Indian UPA Government Demands Content censorship on Technology Companies like Facebook, Google, Yahoo, Microsoft

By  at SEJ

Kapil Sibal Censorship India

India, which has over 100 million active internet users and is the third largest country in terms of internet activity, wants certain types of content screened by technology companies.

The India Telecommunications Minister, Kapil Sibal, held a press conference in New Delhi criticizing Facebook, Google, Yahoo, Microsoft, and other large internet companies. He said that these companies have refused to cooperate with his demands to censor derogatory material and that India will begin to take action itself. He is especially concerned with “offensive” material that is being posted by users to platforms such as Twitter and Facebook. Sibal indicated that the Indian government will begin to censor “offensive” content if the technology companies do not voluntarily comply with India’s demands.

During the press conference, Sibal said:

“We are seeking their cooperation, and if somebody is not willing to cooperate on incendiary material like this, it is the duty of government to think of steps that we need to take. We don’t want to interfere in freedom of the press, but this kind of material should not be allowed.”

In response to the request for censorship and Sibal’s press conference, Facebook issued the following statement:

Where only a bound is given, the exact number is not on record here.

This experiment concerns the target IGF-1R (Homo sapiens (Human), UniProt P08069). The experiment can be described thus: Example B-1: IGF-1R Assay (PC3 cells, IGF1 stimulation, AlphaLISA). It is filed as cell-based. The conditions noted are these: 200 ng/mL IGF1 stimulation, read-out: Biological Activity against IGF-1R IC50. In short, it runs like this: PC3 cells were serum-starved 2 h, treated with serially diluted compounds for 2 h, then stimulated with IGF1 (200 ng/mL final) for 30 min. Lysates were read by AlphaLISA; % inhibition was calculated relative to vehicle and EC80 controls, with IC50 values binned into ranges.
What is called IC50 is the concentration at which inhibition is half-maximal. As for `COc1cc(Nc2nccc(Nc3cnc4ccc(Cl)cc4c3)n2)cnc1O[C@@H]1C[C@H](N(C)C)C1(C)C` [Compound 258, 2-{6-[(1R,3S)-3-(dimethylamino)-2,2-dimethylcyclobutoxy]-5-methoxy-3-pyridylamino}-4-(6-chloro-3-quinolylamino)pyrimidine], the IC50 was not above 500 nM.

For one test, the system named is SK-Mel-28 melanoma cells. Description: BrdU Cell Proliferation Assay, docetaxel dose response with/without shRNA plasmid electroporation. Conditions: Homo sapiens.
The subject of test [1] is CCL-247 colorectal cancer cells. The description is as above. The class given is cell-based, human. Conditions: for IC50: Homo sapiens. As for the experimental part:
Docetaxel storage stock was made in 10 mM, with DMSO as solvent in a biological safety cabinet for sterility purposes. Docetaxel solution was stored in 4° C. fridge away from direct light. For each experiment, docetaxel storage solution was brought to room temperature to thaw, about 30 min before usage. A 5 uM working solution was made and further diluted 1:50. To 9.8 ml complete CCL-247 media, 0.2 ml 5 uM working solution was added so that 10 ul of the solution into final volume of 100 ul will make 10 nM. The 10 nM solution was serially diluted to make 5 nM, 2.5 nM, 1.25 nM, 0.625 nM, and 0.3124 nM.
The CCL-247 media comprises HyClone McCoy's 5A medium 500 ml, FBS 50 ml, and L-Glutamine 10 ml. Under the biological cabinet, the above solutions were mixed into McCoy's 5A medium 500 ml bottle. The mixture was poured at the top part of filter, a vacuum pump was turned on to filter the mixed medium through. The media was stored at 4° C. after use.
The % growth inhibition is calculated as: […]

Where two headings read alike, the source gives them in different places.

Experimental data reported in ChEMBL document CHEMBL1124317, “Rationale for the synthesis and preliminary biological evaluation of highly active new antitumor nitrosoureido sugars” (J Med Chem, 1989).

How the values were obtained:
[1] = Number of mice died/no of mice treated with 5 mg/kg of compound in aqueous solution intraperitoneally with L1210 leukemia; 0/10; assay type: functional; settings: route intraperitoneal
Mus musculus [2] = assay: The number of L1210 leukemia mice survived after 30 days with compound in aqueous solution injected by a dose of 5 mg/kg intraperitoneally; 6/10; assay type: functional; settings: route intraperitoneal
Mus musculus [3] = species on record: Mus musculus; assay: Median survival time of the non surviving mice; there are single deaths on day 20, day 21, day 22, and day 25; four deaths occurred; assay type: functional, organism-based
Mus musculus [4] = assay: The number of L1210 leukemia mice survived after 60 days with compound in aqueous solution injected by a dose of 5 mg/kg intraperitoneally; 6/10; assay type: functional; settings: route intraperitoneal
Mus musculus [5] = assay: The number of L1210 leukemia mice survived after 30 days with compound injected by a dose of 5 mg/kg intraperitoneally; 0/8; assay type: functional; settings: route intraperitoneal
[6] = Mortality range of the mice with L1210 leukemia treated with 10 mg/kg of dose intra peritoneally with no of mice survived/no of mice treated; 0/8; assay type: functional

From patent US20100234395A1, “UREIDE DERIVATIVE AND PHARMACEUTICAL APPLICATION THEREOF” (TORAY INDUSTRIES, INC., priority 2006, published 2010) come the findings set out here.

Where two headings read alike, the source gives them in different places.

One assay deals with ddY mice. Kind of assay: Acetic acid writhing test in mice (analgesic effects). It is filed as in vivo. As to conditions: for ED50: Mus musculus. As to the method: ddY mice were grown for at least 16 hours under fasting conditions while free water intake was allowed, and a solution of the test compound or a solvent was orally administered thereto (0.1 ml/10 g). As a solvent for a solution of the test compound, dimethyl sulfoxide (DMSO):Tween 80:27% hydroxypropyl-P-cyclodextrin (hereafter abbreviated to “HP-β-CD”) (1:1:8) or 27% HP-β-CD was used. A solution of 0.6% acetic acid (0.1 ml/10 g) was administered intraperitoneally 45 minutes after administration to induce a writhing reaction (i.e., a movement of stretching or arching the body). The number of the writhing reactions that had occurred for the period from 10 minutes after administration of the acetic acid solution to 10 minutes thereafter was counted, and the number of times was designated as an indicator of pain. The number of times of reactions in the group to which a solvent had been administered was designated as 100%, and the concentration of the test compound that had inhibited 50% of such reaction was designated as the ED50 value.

“We will remove any content that violates our terms, which are designed to keep material that is hateful, threatening, incites violence or contains nudity off the service.” Those parameters are unlikely to include all the images the government of India wants screened out.”

Google indicated that they will remove content that violates local laws and certain guidelines. However, they also indicated that Google would not be willing to fully comply with Sibal’s censorship request:

“But when content is legal and doesn’t violate our policies, we won’t remove it just because it’s controversial, as we believe that people’s differing views, so long as they’re legal, should be respected and protected.”

While most would agree that some of the material on the various sites could be considered offensive, to agree to censor all potentially “offensive” content would severely limit Freedom of Speech. In addition, there is a major concern that all material that criticizes or questions the government or religion might be considered “offensive.”  With  the hashtag #IdiotKapilSibal becoming one of the most tweeted phrases in all of India, one cannot help but wonder if Sibal finds those tweets “offensive.”

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What do you think is the correct solution to this politically charged issue?

[Sources Include: ReutersWashington Post, & ZDNet]